Mommy guilt is the worst. It creeps in and grabs hold when you least expect it and at the most inopportune times. I think it’s because only moms truly speak the language of tears and tantrums.
When my daughter’s eyes start to well up, I usually either A) Give in; or B) feel awful for not giving in. Neither of these make you feel very good. In the end, I would always feel manipulated (and resentful about it) or guilty for not letting my daughter manipulate me.
For my own sanity – and for the sake of my thriving business – I couldn’t keep letting mommy guilt rule my life.
A turning point occurred on June 23, 2017. I was dressed up, wearing heels and a fancy dress, hurriedly taking my daughter to sum
mer camp so I could get to a client meeting on time. On this day, my daughter was heading to the swimming pool with her summer camp and would be feasting on pizza for lunch. In truth, I was a little jealous.
Yet, her favorite sport and food weren’t enough to keep the tears at bay. We walked in hand-in-hand. She was quiet. Then, I saw the tears. Through gritted teeth, I said, “don’t do this.” But, it was too late. The tears came. I knelt on the dirty floor in my pantyhose holding her, stroking her hair, reminding her of all of the fun times to be had. In the end, she had a great time, but because of her mini meltdown, I was late for my meeting and felt guilty about leaving her behind.
In my haste to dry her tears I made a promise I couldn’t keep: That one day every week I would keep her out of camp and we would do something special. I was able to make good on the promise a few times before school started. The other days I was inundated with work and feeling growing pains as new clients and steeper workloads continued to stream in. Of course, I felt guilty for not keeping my word all of the other weeks.
I’m in no way an expert on the whole mommy guilt phenomenon, but here’s the biggest lesson I learned (and continue to learn) as I strive to grow as both a mom and a small business owner: It’s OK to say no.
I sometimes try to embody the Wonder Woman character I grew up idolizing. Sure, I can volunteer at my daughter’s school, run my business, cook dinner, clean the house and do all of the other mom duties, but is all of that necessary and the best use of my time?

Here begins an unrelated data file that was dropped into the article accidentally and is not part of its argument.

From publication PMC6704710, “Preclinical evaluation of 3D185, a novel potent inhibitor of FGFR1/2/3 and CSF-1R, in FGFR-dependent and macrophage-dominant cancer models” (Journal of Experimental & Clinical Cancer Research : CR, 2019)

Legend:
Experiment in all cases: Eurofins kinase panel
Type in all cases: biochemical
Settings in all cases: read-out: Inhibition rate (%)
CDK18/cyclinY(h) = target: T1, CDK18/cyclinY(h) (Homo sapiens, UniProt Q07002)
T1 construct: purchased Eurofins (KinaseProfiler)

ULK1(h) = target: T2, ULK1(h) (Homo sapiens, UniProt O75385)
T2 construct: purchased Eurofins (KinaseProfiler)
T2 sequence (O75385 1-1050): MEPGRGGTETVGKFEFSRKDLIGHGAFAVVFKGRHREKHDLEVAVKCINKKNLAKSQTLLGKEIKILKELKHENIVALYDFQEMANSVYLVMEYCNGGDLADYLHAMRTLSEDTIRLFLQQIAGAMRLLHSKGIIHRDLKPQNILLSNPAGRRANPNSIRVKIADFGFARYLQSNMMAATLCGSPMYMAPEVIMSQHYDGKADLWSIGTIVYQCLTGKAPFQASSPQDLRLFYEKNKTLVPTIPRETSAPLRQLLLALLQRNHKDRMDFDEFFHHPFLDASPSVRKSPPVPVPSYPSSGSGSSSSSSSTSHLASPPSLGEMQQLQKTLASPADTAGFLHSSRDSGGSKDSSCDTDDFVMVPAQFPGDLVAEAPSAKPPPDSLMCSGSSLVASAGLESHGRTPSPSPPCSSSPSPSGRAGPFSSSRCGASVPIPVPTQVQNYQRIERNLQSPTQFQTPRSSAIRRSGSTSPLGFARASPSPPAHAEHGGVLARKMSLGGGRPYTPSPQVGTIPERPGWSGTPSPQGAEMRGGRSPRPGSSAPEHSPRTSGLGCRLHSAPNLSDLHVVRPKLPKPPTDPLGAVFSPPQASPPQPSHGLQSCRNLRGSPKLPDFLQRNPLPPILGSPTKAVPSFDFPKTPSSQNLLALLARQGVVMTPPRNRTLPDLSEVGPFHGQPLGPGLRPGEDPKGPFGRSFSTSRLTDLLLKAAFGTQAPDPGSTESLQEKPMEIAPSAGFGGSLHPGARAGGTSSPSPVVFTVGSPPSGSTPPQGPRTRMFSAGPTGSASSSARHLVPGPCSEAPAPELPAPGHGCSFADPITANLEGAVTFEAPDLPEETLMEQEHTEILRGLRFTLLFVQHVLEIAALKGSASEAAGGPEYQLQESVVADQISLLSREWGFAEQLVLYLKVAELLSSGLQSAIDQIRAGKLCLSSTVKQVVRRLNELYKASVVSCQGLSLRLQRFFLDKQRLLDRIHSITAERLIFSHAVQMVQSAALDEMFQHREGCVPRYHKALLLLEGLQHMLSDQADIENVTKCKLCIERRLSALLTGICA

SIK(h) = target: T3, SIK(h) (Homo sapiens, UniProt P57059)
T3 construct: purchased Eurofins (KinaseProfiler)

And, while I’m trying to do everything, what am I neglecting?
For the most part, the answer is me. While trying to do everything I often lose sleep, quite literally. I would sacrifice time working on a client project to help at my daughter’s school. The work still needed to be finished, which often times meant long nights and little sleep.
In my daughter’s kindergarten and especially first-grade years I chaperoned field trips, helped with classroom parties, volunteered in the school library every week and co-led her Girl Scout troop. I didn’t seem to know the meaning of the word “no.”
For second-grade, I’ve taken a bigger leadership role in my daughter’s Brownie troop and said no to the other duties I once held. On my daughter’s first library day, I crouched on the ground outside of school comforting her as she cried because I would not be there to greet her, renew her books and check out new ones. And, as much as I wanted to wipe away her tears and volunteer to assume these tasks all the other weeks, I didn’t.
I stood my ground and kept the promise I made to myself. I told her it was time to let another mom (or dad) step up to help. I could not do everything. Admitting that was perhaps the hardest part of the whole ordeal. That admission, in a way, made me feel like a failure. In reality, my inability to say no previously created unrealistic expectations from my daughter which, in turn, fed the mommy guilt.
I’m not saying I’m 100 percent past the feelings of regret, or the havoc it wreaks. I still want to do too much at times. I think it’s just how moms are wired. But, saying no, letting ourselves off the hook and not putting such unreasonable demands on our time is a huge step in the right direction.
Please share how do you handle mommy guilt and work/life balance in the comments section below.